How Sound & Music Play an Important Role in Retail Environments
Many business owners ignore the impact music has on consumer behavior and make music selections based on personal preference. But science has shown that music is much more than a pleasant background attribute – music has a powerful affect on how humans behave & perceive the world around them. It also has “magnetic” properties that can attract (or repel) consumer attention & thus impact a business’s bottom line.
Our Brains are Wired for Music
By harnessing the power of the brain, marketers are using music and science to create more sales opportunities, optimize the customer’s retail experience and enhance brand identity.
Consider this – because it only takes seconds for the brain to “tune-in” to music in new environments, a customer entering a store will decide in seconds whether to explore further or exit – their initial “audio-impression” can make a huge impact in that decision. Unhappy customers vote with their feet, and like elephants, will retain an unpleasant experience and carry it into future consumer decisions. That’s why investing in a professional sound system (designed by a pro if possible) and choosing the right music can translate to better sales performance.
Researchers have identified three qualities of music that can influence the buying behavior of consumers – Volume, tempo and genre. We’ll cover those in a minute, but first consider some of the research that is driving this trend towards audio excellence in retail.
Music Can Affect Product Choice & Sales
Below are just a few studies on music & consumer behavior taken from the National Restaurant Association’s website:
A recent CNN article showed that people chewed food nearly a third faster when listening to high-volume, fast-tempo music, potentially increasing table turnover. Also according to CNN, a French study observed that as decibel levels increased, men not only consumed more drinks but also finished each drink in less time.
A study published by the Journal of Culinary Science & Technology determined that food tastes best to diners when 1) classical music is softly played, and 2) there’s the presence of subtle background “chatter.” The same study showed that the absence of music detracted significantly from the dining experience, with patrons describing something as innocuous as the “clink” of cutlery as unacceptably noisy. Music, of course, serves to mask such noise.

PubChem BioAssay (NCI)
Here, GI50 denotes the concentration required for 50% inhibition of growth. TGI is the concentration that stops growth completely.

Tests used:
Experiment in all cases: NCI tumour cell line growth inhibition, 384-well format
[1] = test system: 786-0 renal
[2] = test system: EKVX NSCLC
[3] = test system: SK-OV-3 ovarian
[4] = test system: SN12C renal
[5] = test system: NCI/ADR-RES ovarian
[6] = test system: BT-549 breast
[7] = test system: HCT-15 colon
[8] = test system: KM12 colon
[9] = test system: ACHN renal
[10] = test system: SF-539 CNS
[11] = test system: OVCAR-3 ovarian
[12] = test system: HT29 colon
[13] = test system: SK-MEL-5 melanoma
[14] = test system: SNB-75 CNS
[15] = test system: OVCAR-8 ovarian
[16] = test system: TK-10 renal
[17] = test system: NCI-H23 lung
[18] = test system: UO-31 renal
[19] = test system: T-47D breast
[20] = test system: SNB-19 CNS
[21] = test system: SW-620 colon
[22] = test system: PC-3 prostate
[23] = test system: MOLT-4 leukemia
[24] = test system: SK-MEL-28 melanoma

A Scottish study published by the Association for Consumer Research found that diners increased their expenditures by 23 percent when slow-tempo music was played. Most of the additional spending went toward the drink bill, which grew 51 percent. Because drinks are typically a high-margin item, the increase in profits was especially significant.
In 1999, a study done by Adrian North and colleagues from the University of Leicester, tested whether music affected the way consumers made decisions or if it impacted how they perceived a sample. What they found was very interesting ” [ callout from study ]”.
“They played traditional French (accordion music) or traditional German (a Bierkeller brass band – oompah music) music at customers and watched the sales of wine from their experimental wine shelves, which contained French and German wine matched for price and flavour. On French music days 77% of the wine sold was French, on German music days 73% was German – in other words, if you took some wine off their shelves you were 3 or 4 times more likely to choose a wine that matched the music than wine that didn’t match the music.
Did people notice the music? Probably in a vague sort of way. But only 1 out of 44 customers who agreed to answer some questions at the checkout spontaneously mentioned it as the reason they bought the wine. When asked specifically if they thought that the music affected their choice 86% said that it didn’t. The behavioural influence of the music was massive, but the customers didn’t notice or believe that it was affecting them. Similar experiments have shown that classical music can make people buy more expensive wine , or spend more in restaurants.”
How Different Qualities of Music Impacts Behavior
A study conducted by
A field experiment conducted by Smith & Curnow (1966) showed music directly impacted the amount of time customers spent in stores. Loud music sent them to the door faster – which translates to less total time shopping. Though the results showed no significant affect on sales the a negative experience can have a negative impact on your brand. Yalch and Spangenberg (1988) found that the customer’s age can moderate some of the effect of volume. In addition, other studies have indicated that the volume of music can impact our perception of time too.
In another wine store study, researchers found that playing classical music led to more money spent in the store. The results indicated the sales volume remained the same however, the customers chose more expensive bottles of wine compared to other types of music being played. Music can also trigger seasonal purchases. Studies have shown that Christmas music led to the increase in holiday-related merchandise sales. That is why learning the music in retail environments can open other opportunities to boost sales and help define your brand.
But even the right music will only be as effective as the audio system that delivers it. That’s where Taylor professionals can help. We can help you design & create the perfect audio environment to deliver a positive engaging experience for your customers that will earn their loyalty.